Amazon started as online book store and has grown to be the worlds largest online retailer.
Would you like Indian style Amazon regulation?
India new online marketplaces regulation aims to support its growing ecommerce industry and restricts the way online marketplace such as Amazon operate in the country. India’s Amazon Regulation restricts Amazon from selling their own brands on their marketplace.
The new online marketplaces regulation published in Draft National Ecommerce Policy yesterday focuses on data localisation, improving privacy safeguarding and tackling counterfeit products. This would help India give a boost to computing and create more local jobs.
Foreign companies would have three years to comply with the new policy, which could possibly add more costs to their operations. Businesses are invited to send their comments to firstname.lastname@example.org by 9th of March 2019.
A partner of a law firm in India said that the new regulations appear to cap the ability of foreign businesses to trade successfully in the country.
“In other countries, the focus is on transparency and playability, which itself can put some restrictions on foreign players. But, here it looks like their focus is to destroy the ability of large entities to operate and that will apply to foreign as well as large domestic players.”
– Rahul Matthan, partner, Trilegal
The new policy comes two months after India proposed a new regulation to govern foreign direct investment in ecommerce. The regulation prohibits merchants from selling more than 25% of products via any single online marketplace. It also bans exclusive sales, retailers from selling items in which they’re also investors. This month saw Amazon removing items on their Indian site as they began to comply with the new policy. Amazon’s own brand products such as the Echo, Presto-branded home cleaning goods and batteries were nowhere to be found on their Amazon India platform.
How India’s rules impact Amazon Regulation
The new policy puts a question mark on whether the trading restrictions would influence Amazon’s operations in the country. As a new entrant, Amazon would need to launch a large volume of their own products to attract customers. However, the new policy makes the launch impossible as Amazon can only trade as a marketplace in India. The spotlight also falls on the limitation of Amazon’s ‘dual role’ as a retailer and marketplace. This means, that on-demand products such as Amazon Echo and Fire TV Stick won’t be available on Amazon India unless the marketplace will find another way to offer them to Indian customers.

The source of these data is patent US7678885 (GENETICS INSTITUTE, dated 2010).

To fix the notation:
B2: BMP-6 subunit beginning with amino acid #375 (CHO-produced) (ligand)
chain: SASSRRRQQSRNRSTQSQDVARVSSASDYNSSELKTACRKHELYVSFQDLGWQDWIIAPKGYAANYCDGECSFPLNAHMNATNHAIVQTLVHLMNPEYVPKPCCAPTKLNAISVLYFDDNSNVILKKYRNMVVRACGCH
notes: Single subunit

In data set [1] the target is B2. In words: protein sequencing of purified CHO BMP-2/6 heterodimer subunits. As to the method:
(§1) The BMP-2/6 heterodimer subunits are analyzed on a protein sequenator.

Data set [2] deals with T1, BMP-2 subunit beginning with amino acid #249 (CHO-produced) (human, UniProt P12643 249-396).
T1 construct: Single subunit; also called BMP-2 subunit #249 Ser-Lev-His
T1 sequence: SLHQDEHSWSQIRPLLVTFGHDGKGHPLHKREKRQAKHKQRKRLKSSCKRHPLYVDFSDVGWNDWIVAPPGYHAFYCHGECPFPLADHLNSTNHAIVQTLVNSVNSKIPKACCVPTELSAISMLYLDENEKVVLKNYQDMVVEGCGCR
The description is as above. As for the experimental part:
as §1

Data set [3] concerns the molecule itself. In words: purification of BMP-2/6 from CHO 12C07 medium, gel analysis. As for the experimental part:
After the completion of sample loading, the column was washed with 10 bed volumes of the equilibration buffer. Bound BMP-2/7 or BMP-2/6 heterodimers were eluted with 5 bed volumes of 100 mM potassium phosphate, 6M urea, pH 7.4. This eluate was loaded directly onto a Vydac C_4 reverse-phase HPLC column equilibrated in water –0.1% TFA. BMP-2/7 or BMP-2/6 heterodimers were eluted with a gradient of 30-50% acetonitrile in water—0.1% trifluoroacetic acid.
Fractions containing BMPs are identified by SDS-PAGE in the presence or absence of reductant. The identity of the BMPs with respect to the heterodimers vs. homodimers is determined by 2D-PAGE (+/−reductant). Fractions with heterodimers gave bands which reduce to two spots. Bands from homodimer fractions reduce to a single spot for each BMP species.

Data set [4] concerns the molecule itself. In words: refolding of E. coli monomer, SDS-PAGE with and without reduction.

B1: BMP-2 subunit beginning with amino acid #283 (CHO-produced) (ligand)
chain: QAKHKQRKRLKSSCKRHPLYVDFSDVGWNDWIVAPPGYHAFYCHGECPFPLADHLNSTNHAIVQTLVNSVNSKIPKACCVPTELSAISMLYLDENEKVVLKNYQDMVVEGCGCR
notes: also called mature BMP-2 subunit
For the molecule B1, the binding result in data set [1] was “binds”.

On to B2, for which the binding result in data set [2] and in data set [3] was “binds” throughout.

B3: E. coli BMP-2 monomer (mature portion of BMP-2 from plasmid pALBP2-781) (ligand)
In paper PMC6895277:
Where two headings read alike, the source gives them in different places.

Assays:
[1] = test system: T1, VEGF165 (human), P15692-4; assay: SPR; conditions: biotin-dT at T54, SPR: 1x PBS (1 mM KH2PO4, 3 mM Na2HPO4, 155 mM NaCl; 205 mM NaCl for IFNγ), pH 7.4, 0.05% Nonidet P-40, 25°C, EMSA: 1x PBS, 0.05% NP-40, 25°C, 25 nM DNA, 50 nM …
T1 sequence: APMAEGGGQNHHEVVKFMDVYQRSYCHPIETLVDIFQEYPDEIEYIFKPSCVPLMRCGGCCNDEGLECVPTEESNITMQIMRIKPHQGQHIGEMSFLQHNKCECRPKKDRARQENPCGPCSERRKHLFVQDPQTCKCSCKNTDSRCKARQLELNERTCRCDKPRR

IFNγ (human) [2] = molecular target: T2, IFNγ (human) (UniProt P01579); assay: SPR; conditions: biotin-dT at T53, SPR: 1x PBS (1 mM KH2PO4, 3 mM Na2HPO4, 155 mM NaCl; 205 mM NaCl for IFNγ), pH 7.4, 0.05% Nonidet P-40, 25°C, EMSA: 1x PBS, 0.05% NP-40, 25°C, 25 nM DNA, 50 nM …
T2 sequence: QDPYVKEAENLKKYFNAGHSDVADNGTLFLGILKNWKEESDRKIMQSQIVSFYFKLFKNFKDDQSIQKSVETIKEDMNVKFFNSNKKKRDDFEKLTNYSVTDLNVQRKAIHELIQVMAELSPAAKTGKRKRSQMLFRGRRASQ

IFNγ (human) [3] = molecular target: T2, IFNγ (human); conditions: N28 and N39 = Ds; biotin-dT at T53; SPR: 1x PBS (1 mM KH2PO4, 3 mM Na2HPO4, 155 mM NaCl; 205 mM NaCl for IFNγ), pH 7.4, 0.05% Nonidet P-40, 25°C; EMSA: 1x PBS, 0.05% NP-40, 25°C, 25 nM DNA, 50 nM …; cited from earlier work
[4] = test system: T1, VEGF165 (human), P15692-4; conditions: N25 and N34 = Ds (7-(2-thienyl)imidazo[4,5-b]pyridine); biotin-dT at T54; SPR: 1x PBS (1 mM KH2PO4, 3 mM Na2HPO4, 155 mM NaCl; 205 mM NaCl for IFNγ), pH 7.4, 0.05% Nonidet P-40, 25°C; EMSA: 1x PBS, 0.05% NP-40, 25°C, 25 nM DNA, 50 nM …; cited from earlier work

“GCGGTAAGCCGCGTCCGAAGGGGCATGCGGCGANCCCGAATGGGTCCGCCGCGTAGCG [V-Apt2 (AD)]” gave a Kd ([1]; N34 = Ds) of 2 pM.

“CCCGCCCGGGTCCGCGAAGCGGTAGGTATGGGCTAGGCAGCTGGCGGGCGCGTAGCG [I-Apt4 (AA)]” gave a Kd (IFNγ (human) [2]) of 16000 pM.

Amazon have been considered of abusing their dominant position, which prompted the Austrian Federal Competition Authority (BWB) to launch an antitrust probe over alleged discrimination of sellers on their marketplace. The BWB said they had received complaints from a high double-digit number of stores via Austrian trade association of retailers, in December. Complaints say that Amazon discriminates against other merchants in an attempt to boost their own products on the marketplace. Last November saw German antitrust authority opening a similar investigation.
Would you like stronger Amazon Regulation in the UK and EU?
Amazon are able to launch in new countries such as Australia due to their retail operations. Then sellers can piggyback onto the marketplace in territories where Amazon would perhaps not launch if they couldn’t also sell as a retailer. The question is are Amazon so dominant that they should be banned from selling their own products or should there be partial restrictions in the UK and EU around how their promote their own products compared to products from their third party merchants?
This is a fantastic idea by the Indian government. The reasons unfortunately are probably less to do with encouraging competition and more to do with local politics
i) Indian elections are coming up soon and the government is aiming to satisfy the SME’s who have lobbied against the big marketplaces
ii) Potential discrimination in favour of domestic entrants such as Reliance who are likely to enter the space
However and in any case this is great news for Indian SME’s. It is important in a new marketplace that healthy competition is promoted amongst companies to foster a better environment that will ultimately benefit the consumer. Here in the UK and most of the west we have a system where Amazon abuses its position to copy it’s merchants, promote it’s own goods above others and this will ultimately harm consumers more in the long run. It is great to see the EU is looking into this, however with any government organisation the process will be long, convoluted and will allow Amazon to abuse the system for many years until, slow moving, bureaucratic and lazy public organisations can formulate a set of rules to prevent Amazon and others from this sort of behaviour.